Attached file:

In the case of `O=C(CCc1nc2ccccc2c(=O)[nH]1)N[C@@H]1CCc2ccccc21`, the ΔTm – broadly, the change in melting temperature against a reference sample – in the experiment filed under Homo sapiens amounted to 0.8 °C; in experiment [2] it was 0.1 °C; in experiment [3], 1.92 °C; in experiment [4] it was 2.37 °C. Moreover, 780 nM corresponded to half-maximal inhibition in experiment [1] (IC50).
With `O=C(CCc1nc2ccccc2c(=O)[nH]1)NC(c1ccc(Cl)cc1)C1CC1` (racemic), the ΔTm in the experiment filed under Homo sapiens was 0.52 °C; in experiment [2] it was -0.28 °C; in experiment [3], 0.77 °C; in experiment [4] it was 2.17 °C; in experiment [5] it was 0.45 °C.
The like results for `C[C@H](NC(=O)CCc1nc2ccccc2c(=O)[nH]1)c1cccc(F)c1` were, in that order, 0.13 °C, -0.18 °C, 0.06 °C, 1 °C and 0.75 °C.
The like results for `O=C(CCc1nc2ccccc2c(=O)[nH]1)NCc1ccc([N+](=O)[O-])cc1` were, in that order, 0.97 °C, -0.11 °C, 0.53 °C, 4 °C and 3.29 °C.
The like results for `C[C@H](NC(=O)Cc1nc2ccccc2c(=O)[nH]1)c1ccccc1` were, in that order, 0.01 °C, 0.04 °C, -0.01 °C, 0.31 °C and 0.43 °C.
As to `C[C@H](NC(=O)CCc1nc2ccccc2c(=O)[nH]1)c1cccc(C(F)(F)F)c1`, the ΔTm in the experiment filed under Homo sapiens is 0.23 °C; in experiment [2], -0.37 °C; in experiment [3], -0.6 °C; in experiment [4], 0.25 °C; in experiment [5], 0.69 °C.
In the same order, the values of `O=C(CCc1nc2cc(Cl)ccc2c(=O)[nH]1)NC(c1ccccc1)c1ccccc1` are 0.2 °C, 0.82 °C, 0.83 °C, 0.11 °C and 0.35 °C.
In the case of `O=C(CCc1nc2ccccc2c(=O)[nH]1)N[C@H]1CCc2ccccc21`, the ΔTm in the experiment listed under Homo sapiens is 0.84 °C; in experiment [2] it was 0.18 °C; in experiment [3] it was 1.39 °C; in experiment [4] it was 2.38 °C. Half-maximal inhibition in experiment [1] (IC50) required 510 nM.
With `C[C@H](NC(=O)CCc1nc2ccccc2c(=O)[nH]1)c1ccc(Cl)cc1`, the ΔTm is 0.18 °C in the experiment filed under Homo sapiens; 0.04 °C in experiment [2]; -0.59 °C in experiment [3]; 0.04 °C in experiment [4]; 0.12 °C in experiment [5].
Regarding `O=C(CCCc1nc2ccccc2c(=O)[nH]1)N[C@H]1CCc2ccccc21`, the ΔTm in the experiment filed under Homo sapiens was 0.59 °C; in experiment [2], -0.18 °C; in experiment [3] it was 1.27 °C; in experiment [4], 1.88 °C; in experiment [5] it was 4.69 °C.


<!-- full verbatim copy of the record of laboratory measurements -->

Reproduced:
In the case of `O=C(CCc1nc2ccccc2c(=O)[nH]1)N[C@@H]1CCc2ccccc21`, the ΔTm – broadly, the change in melting temperature against a reference sample – in the experiment filed under Homo sapiens amounted to 0.8 °C; in experiment [2] it was 0.1 °C; in experiment [3], 1.92 °C; in experiment [4] it was 2.37 °C. Moreover, 780 nM corresponded to half-maximal inhibition in experiment [1] (IC50).
With `O=C(CCc1nc2ccccc2c(=O)[nH]1)NC(c1ccc(Cl)cc1)C1CC1` (racemic), the ΔTm in the experiment filed under Homo sapiens was 0.52 °C; in experiment [2] it was -0.28 °C; in experiment [3], 0.77 °C; in experiment [4] it was 2.17 °C; in experiment [5] it was 0.45 °C.
The like results for `C[C@H](NC(=O)CCc1nc2ccccc2c(=O)[nH]1)c1cccc(F)c1` were, in that order, 0.13 °C, -0.18 °C, 0.06 °C, 1 °C and 0.75 °C.
The like results for `O=C(CCc1nc2ccccc2c(=O)[nH]1)NCc1ccc([N+](=O)[O-])cc1` were, in that order, 0.97 °C, -0.11 °C, 0.53 °C, 4 °C and 3.29 °C.
The like results for `C[C@H](NC(=O)Cc1nc2ccccc2c(=O)[nH]1)c1ccccc1` were, in that order, 0.01 °C, 0.04 °C, -0.01 °C, 0.31 °C and 0.43 °C.
As to `C[C@H](NC(=O)CCc1nc2ccccc2c(=O)[nH]1)c1cccc(C(F)(F)F)c1`, the ΔTm in the experiment filed under Homo sapiens is 0.23 °C; in experiment [2], -0.37 °C; in experiment [3], -0.6 °C; in experiment [4], 0.25 °C; in experiment [5], 0.69 °C.
In the same order, the values of `O=C(CCc1nc2cc(Cl)ccc2c(=O)[nH]1)NC(c1ccccc1)c1ccccc1` are 0.2 °C, 0.82 °C, 0.83 °C, 0.11 °C and 0.35 °C.
In the case of `O=C(CCc1nc2ccccc2c(=O)[nH]1)N[C@H]1CCc2ccccc21`, the ΔTm in the experiment listed under Homo sapiens is 0.84 °C; in experiment [2] it was 0.18 °C; in experiment [3] it was 1.39 °C; in experiment [4] it was 2.38 °C. Half-maximal inhibition in experiment [1] (IC50) required 510 nM.
With `C[C@H](NC(=O)CCc1nc2ccccc2c(=O)[nH]1)c1ccc(Cl)cc1`, the ΔTm is 0.18 °C in the experiment filed under Homo sapiens; 0.04 °C in experiment [2]; -0.59 °C in experiment [3]; 0.04 °C in experiment [4]; 0.12 °C in experiment [5].
Regarding `O=C(CCCc1nc2ccccc2c(=O)[nH]1)N[C@H]1CCc2ccccc21`, the ΔTm in the experiment filed under Homo sapiens was 0.59 °C; in experiment [2], -0.18 °C; in experiment [3] it was 1.27 °C; in experiment [4], 1.88 °C; in experiment [5] it was 4.69 °C.